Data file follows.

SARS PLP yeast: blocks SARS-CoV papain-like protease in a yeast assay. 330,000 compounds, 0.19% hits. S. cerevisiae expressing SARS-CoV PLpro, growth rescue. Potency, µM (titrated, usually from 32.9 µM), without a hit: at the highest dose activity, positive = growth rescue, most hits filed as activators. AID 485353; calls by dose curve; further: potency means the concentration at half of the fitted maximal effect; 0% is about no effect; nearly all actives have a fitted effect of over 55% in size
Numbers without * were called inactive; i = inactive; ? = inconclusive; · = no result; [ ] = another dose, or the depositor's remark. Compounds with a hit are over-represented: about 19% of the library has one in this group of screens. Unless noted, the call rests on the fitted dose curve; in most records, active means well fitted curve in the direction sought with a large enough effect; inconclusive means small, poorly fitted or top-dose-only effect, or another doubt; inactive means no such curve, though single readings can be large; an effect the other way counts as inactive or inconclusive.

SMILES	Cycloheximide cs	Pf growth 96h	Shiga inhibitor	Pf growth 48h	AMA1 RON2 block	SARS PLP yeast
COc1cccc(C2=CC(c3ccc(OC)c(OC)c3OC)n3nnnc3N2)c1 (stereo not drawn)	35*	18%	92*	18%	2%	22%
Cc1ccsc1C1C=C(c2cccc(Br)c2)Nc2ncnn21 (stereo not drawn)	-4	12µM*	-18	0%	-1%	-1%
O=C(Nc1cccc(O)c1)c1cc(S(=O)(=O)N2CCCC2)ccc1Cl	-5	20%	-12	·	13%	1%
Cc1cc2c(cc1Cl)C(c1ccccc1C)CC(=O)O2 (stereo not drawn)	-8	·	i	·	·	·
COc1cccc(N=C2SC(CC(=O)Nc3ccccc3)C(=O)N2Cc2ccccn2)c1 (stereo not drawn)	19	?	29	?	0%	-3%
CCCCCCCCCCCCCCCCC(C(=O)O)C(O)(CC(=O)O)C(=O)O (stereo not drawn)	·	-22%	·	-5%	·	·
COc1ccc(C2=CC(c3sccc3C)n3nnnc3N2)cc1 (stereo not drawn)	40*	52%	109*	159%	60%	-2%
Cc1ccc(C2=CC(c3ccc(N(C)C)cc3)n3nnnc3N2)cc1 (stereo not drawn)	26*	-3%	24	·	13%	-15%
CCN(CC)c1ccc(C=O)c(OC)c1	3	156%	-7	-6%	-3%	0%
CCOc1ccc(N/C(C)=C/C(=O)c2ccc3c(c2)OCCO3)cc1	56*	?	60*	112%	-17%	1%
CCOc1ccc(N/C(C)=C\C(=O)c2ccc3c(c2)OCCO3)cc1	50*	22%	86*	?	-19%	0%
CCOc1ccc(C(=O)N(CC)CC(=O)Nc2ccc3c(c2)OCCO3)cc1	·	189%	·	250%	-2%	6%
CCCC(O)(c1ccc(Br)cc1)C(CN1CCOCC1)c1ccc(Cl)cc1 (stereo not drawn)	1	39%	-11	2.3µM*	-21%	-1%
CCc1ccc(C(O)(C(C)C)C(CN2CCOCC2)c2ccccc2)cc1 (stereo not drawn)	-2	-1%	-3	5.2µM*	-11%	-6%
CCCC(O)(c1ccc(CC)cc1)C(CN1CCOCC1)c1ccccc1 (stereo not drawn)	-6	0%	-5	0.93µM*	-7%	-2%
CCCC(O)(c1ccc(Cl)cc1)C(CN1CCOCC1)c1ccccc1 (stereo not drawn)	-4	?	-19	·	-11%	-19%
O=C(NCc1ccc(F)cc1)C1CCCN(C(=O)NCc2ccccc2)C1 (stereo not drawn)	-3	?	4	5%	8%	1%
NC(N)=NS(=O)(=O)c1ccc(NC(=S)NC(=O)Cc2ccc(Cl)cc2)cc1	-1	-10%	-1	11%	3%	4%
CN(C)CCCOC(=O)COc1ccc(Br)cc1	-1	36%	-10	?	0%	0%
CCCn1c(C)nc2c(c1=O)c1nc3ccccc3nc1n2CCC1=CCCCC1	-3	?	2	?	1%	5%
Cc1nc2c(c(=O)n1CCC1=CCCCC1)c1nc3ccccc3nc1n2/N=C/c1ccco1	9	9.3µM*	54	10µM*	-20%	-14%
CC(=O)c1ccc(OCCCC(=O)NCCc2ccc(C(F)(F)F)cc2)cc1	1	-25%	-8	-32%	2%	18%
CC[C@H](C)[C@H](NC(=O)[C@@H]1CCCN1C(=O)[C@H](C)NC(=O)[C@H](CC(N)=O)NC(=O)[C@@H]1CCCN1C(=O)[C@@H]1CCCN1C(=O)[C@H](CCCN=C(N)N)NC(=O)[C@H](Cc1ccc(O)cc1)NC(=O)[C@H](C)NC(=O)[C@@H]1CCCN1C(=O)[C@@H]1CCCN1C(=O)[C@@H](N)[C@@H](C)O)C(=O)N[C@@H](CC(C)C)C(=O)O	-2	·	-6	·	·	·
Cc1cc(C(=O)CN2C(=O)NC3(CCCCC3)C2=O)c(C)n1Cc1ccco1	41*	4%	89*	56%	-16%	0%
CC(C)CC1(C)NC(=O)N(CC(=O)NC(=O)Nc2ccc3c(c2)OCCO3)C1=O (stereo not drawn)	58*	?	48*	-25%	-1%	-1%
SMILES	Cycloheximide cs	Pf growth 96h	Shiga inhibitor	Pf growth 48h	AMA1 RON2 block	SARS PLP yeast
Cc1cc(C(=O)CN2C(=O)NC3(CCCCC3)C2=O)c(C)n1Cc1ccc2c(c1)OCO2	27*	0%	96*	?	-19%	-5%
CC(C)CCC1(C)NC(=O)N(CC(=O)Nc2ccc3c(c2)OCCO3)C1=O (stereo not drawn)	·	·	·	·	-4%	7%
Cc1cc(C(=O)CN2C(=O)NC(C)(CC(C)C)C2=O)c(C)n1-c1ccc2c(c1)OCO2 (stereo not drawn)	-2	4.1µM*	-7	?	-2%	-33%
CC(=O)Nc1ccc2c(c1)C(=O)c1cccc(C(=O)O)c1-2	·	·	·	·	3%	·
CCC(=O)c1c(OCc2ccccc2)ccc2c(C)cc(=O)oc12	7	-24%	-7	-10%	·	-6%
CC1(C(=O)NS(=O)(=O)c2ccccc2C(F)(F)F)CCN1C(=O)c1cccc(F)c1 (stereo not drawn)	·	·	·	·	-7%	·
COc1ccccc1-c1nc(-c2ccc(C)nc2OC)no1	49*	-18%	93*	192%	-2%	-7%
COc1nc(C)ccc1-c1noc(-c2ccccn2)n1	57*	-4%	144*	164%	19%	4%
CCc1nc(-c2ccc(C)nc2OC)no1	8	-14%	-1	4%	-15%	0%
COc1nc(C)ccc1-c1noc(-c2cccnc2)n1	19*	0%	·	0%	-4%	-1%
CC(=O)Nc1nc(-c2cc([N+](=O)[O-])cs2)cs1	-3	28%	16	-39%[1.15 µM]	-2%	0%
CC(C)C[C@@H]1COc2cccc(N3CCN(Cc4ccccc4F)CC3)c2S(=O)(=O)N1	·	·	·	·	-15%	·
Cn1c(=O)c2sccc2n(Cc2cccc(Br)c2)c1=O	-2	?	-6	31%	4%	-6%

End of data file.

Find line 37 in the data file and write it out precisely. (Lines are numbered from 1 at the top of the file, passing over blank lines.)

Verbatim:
COc1nc(C)ccc1-c1noc(-c2ccccn2)n1	57*	-4%	144*	164%	19%	4%